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Safe Boat Operations – Knot Tying – Terminology

Source: Mariners Learning System, By Captain Bob Figular

Knots are used for pulling, holding, lifting, and lowering. When using line for these purposes, it is often necessary to join two or more lines together. Knots and bends are used for temporary joining, and splices provide a permanent joining. In either case, the breaking strength (BS) of the joined line is normally less than the BS of the separated lines. The weakest point in a line is the knot or splice. They can reduce the breaking strength of a line as much as 50 to 60 percent.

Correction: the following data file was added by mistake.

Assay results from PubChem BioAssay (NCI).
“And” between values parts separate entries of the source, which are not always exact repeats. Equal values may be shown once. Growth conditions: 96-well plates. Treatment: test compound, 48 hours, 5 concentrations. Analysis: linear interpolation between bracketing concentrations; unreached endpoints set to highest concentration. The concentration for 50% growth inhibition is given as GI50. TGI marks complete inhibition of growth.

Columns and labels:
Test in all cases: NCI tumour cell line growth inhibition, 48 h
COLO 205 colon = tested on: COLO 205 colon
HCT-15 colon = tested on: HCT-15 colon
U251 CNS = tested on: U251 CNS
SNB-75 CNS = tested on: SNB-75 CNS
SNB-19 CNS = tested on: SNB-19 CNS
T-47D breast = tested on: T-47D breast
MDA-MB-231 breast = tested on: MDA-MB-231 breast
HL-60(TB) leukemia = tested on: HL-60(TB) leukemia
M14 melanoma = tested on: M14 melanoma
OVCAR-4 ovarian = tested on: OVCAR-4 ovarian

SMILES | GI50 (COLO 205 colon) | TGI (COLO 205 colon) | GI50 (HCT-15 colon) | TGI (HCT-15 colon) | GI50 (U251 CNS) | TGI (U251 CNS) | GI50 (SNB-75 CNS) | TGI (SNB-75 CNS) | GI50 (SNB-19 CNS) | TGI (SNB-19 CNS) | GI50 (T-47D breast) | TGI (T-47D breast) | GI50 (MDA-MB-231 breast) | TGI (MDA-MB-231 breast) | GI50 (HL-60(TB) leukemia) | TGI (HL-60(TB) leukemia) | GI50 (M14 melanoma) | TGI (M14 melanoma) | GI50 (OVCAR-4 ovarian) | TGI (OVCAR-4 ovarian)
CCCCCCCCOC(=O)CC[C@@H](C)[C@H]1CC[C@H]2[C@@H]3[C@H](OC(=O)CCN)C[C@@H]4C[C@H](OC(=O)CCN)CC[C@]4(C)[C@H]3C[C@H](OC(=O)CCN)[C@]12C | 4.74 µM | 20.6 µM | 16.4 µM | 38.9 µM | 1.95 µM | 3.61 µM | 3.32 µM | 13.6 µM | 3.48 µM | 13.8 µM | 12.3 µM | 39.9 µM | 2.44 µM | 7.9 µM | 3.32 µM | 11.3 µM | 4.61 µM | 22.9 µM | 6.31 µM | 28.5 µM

Knots are the intertwining of the parts of one or more lines to secure the lines to themselves, each other (bends), or other objects (hitches). Because knots decrease the strength of the line, they should always be treated as temporary. If something permanent is needed, a splice or seizing can be used.


  • The running end (bitter end) is the end of the line that is worked with.
  • The standing part is the long unused or belayed end of a line. It is the remaining part of the line, including the end that is not worked.
  • The overhand loop is a loop made in a line by crossing the bitter end over the standing part.
  • The underhand loop is a loop made in the line by crossing the bitter end under the standing part.
  • A bight is a half loop formed by turning the line back on itself.
  • A turn is a single wind or bight of a rope, laid around a belaying pin, post, bollard, or the like.
  • A round turn is a complete turn or encircling of a line about an object, as opposed to a single turn.

round turn image